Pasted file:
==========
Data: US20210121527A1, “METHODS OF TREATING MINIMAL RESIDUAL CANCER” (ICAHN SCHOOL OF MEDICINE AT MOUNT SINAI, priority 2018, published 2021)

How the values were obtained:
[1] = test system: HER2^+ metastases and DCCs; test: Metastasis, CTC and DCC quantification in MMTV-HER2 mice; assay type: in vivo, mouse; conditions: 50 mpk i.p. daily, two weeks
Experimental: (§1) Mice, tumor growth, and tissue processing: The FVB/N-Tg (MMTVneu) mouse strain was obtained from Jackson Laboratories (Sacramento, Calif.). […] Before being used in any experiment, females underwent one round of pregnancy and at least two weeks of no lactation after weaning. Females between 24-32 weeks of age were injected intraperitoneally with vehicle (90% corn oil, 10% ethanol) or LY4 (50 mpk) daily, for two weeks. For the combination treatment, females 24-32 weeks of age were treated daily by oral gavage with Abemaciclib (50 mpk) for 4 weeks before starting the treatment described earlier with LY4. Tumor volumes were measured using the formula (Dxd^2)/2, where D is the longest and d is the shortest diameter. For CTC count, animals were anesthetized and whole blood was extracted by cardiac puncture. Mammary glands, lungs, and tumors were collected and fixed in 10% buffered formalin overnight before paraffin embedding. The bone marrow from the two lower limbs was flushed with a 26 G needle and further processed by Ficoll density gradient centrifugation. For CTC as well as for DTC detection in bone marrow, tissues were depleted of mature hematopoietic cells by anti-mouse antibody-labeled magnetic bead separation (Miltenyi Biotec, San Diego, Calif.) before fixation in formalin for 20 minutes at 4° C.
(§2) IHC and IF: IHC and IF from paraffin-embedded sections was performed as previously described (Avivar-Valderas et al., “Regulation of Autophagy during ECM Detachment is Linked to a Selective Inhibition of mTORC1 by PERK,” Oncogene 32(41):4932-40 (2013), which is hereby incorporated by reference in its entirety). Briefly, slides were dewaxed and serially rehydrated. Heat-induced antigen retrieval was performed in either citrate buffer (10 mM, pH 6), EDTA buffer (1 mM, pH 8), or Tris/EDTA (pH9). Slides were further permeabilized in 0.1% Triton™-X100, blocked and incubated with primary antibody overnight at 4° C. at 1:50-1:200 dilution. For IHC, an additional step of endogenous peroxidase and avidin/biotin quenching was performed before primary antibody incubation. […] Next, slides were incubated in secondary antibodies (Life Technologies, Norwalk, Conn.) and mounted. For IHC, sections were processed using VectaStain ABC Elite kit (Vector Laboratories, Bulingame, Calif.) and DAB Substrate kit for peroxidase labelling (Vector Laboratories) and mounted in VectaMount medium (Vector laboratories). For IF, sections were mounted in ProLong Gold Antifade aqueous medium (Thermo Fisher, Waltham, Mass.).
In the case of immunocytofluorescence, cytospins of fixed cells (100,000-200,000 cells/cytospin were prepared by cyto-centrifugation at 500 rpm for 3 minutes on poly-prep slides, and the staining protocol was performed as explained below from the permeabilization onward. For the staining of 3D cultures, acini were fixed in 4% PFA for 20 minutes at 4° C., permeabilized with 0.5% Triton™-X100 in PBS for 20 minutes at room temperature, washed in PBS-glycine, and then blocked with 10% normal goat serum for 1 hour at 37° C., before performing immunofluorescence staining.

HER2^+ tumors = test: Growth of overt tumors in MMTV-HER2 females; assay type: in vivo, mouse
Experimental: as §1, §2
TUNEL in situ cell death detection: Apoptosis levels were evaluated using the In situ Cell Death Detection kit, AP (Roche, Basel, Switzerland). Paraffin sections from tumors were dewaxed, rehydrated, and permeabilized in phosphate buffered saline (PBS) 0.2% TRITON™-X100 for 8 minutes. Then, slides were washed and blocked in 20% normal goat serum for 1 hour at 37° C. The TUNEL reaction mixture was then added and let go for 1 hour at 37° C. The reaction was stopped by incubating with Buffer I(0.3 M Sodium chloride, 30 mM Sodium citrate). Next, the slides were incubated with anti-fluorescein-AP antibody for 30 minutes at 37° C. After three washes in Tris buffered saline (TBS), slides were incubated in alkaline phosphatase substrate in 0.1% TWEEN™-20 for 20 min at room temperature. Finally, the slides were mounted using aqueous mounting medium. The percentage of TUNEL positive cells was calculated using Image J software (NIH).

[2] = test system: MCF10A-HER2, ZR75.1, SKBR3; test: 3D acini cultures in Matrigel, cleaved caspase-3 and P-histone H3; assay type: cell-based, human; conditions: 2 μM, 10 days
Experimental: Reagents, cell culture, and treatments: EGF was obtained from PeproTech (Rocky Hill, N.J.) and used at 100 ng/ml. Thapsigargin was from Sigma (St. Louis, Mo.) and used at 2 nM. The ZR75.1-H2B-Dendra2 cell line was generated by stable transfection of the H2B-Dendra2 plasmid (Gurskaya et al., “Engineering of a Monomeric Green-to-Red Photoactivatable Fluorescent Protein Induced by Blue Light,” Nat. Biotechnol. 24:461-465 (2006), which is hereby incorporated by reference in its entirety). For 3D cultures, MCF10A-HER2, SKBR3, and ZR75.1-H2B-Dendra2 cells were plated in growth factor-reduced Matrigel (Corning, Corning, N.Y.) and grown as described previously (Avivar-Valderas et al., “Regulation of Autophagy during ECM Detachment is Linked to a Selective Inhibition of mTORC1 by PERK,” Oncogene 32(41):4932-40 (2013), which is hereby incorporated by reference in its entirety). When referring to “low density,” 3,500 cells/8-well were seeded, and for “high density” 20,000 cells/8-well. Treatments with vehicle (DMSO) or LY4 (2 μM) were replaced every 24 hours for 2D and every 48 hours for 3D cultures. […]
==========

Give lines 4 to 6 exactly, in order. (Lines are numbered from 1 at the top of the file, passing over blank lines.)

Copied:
Experimental: (§1) Mice, tumor growth, and tissue processing: The FVB/N-Tg (MMTVneu) mouse strain was obtained from Jackson Laboratories (Sacramento, Calif.). […] Before being used in any experiment, females underwent one round of pregnancy and at least two weeks of no lactation after weaning. Females between 24-32 weeks of age were injected intraperitoneally with vehicle (90% corn oil, 10% ethanol) or LY4 (50 mpk) daily, for two weeks. For the combination treatment, females 24-32 weeks of age were treated daily by oral gavage with Abemaciclib (50 mpk) for 4 weeks before starting the treatment described earlier with LY4. Tumor volumes were measured using the formula (Dxd^2)/2, where D is the longest and d is the shortest diameter. For CTC count, animals were anesthetized and whole blood was extracted by cardiac puncture. Mammary glands, lungs, and tumors were collected and fixed in 10% buffered formalin overnight before paraffin embedding. The bone marrow from the two lower limbs was flushed with a 26 G needle and further processed by Ficoll density gradient centrifugation. For CTC as well as for DTC detection in bone marrow, tissues were depleted of mature hematopoietic cells by anti-mouse antibody-labeled magnetic bead separation (Miltenyi Biotec, San Diego, Calif.) before fixation in formalin for 20 minutes at 4° C.
(§2) IHC and IF: IHC and IF from paraffin-embedded sections was performed as previously described (Avivar-Valderas et al., “Regulation of Autophagy during ECM Detachment is Linked to a Selective Inhibition of mTORC1 by PERK,” Oncogene 32(41):4932-40 (2013), which is hereby incorporated by reference in its entirety). Briefly, slides were dewaxed and serially rehydrated. Heat-induced antigen retrieval was performed in either citrate buffer (10 mM, pH 6), EDTA buffer (1 mM, pH 8), or Tris/EDTA (pH9). Slides were further permeabilized in 0.1% Triton™-X100, blocked and incubated with primary antibody overnight at 4° C. at 1:50-1:200 dilution. For IHC, an additional step of endogenous peroxidase and avidin/biotin quenching was performed before primary antibody incubation. […] Next, slides were incubated in secondary antibodies (Life Technologies, Norwalk, Conn.) and mounted. For IHC, sections were processed using VectaStain ABC Elite kit (Vector Laboratories, Bulingame, Calif.) and DAB Substrate kit for peroxidase labelling (Vector Laboratories) and mounted in VectaMount medium (Vector laboratories). For IF, sections were mounted in ProLong Gold Antifade aqueous medium (Thermo Fisher, Waltham, Mass.).
In the case of immunocytofluorescence, cytospins of fixed cells (100,000-200,000 cells/cytospin were prepared by cyto-centrifugation at 500 rpm for 3 minutes on poly-prep slides, and the staining protocol was performed as explained below from the permeabilization onward. For the staining of 3D cultures, acini were fixed in 4% PFA for 20 minutes at 4° C., permeabilized with 0.5% Triton™-X100 in PBS for 20 minutes at room temperature, washed in PBS-glycine, and then blocked with 10% normal goat serum for 1 hour at 37° C., before performing immunofluorescence staining.